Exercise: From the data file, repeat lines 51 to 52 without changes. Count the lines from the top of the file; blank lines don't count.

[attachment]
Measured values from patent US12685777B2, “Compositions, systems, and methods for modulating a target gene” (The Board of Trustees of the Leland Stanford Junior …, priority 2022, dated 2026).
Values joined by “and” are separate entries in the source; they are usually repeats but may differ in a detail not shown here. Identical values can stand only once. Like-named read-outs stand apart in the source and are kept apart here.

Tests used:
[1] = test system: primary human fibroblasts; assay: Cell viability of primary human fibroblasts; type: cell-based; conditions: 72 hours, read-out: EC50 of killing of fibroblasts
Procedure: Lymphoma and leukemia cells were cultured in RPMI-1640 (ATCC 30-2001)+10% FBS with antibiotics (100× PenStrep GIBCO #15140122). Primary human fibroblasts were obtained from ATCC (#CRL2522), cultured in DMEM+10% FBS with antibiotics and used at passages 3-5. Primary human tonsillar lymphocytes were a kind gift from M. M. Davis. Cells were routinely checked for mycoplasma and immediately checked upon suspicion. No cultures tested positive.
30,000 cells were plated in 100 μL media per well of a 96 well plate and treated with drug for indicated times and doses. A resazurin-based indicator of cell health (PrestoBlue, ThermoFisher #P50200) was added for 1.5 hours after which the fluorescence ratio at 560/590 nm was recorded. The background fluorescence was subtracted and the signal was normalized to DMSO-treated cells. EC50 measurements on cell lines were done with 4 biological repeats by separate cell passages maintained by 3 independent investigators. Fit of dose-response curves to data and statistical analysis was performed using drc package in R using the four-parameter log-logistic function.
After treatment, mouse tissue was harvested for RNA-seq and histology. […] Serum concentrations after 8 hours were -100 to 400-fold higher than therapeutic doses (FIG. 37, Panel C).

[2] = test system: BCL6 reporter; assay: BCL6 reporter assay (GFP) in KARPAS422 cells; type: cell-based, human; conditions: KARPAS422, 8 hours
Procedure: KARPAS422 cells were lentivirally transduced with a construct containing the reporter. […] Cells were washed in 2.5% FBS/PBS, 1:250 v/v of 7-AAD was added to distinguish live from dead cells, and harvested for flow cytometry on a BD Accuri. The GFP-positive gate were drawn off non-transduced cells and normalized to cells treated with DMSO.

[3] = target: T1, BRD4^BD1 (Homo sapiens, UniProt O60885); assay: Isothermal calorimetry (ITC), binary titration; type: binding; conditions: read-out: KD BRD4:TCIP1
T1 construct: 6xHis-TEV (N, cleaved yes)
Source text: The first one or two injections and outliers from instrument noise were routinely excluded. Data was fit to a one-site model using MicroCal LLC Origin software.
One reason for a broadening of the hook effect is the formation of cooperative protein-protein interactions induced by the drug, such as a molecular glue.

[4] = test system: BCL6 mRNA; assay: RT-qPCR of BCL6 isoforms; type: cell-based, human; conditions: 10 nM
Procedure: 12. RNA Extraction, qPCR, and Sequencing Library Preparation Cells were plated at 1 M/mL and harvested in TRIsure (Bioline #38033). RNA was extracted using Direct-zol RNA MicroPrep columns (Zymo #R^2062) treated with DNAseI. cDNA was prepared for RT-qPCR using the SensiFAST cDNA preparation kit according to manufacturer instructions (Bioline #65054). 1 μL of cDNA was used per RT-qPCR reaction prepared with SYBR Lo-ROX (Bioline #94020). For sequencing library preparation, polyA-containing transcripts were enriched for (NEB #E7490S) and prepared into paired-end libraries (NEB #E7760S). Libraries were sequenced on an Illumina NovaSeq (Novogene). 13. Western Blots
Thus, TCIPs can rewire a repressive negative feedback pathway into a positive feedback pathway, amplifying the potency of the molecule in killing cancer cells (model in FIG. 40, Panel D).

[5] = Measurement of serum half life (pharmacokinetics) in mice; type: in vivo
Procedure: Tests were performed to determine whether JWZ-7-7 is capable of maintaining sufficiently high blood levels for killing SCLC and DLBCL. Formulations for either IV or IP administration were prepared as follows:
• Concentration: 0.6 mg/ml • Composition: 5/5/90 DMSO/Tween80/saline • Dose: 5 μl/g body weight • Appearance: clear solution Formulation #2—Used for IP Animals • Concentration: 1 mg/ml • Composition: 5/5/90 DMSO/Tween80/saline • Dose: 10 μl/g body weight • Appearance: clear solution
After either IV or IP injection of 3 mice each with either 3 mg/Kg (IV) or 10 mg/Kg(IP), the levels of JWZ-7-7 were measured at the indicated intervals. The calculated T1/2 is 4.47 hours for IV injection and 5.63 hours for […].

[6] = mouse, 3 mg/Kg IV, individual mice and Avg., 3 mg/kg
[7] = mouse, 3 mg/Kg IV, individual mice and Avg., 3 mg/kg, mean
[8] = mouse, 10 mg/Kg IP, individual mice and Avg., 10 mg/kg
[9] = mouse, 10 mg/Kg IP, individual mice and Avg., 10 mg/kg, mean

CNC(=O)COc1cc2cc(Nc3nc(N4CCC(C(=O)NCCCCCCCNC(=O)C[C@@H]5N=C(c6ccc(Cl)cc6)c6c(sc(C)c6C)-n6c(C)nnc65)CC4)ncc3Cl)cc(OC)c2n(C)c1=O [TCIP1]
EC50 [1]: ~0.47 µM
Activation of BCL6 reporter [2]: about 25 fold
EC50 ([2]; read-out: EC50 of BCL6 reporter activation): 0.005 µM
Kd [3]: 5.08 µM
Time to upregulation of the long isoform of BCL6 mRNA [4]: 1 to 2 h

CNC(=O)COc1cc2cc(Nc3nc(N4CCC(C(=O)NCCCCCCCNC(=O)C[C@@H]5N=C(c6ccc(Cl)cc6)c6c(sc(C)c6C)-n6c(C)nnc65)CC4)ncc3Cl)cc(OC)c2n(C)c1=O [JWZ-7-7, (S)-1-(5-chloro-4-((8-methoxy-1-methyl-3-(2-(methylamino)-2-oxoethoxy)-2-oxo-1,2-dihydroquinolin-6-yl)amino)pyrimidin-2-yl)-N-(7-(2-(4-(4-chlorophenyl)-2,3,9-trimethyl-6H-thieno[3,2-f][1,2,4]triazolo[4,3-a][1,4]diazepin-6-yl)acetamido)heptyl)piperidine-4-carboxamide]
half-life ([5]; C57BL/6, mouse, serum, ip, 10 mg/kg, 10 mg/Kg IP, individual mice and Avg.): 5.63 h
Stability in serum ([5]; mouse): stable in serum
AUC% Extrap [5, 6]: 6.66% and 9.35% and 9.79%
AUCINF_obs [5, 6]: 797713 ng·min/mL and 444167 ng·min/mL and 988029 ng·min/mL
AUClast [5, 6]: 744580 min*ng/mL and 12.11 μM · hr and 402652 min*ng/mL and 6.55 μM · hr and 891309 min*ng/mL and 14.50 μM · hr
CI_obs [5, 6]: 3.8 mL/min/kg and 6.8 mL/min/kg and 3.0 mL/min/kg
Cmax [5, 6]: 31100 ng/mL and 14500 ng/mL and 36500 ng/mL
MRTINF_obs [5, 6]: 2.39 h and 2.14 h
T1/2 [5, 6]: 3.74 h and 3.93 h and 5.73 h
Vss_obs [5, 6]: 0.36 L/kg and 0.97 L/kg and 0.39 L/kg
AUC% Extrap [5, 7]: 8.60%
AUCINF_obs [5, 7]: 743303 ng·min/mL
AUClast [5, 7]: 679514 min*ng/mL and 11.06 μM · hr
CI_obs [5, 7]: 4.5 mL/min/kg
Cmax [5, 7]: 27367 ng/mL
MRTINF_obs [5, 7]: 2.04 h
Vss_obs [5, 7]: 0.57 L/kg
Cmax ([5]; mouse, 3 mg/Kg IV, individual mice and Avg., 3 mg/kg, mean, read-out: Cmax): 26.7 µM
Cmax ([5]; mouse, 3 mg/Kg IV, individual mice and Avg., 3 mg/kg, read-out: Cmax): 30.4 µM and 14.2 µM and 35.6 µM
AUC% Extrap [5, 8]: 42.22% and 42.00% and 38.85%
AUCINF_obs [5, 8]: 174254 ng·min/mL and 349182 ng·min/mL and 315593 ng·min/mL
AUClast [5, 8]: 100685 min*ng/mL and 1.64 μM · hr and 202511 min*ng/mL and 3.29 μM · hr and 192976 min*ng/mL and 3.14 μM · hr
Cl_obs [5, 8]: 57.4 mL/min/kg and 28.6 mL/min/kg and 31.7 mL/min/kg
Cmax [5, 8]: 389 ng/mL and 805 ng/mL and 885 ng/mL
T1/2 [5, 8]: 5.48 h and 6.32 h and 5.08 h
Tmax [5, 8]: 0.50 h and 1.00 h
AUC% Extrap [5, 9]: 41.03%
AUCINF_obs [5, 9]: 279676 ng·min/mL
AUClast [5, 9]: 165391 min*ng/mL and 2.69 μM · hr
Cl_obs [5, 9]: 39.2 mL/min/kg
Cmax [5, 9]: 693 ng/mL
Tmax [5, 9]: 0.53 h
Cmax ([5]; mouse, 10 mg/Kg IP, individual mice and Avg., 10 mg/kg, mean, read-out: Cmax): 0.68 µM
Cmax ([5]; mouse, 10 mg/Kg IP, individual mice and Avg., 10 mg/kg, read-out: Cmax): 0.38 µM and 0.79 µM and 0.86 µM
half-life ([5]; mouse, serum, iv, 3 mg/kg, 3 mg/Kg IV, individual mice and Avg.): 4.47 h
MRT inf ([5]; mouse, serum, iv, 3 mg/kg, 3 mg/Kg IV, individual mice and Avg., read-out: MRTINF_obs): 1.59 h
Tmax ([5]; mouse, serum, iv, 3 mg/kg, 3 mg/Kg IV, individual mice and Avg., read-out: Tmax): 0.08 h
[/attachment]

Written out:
AUC% Extrap [5, 8]: 42.22% and 42.00% and 38.85%
AUCINF_obs [5, 8]: 174254 ng·min/mL and 349182 ng·min/mL and 315593 ng·min/mL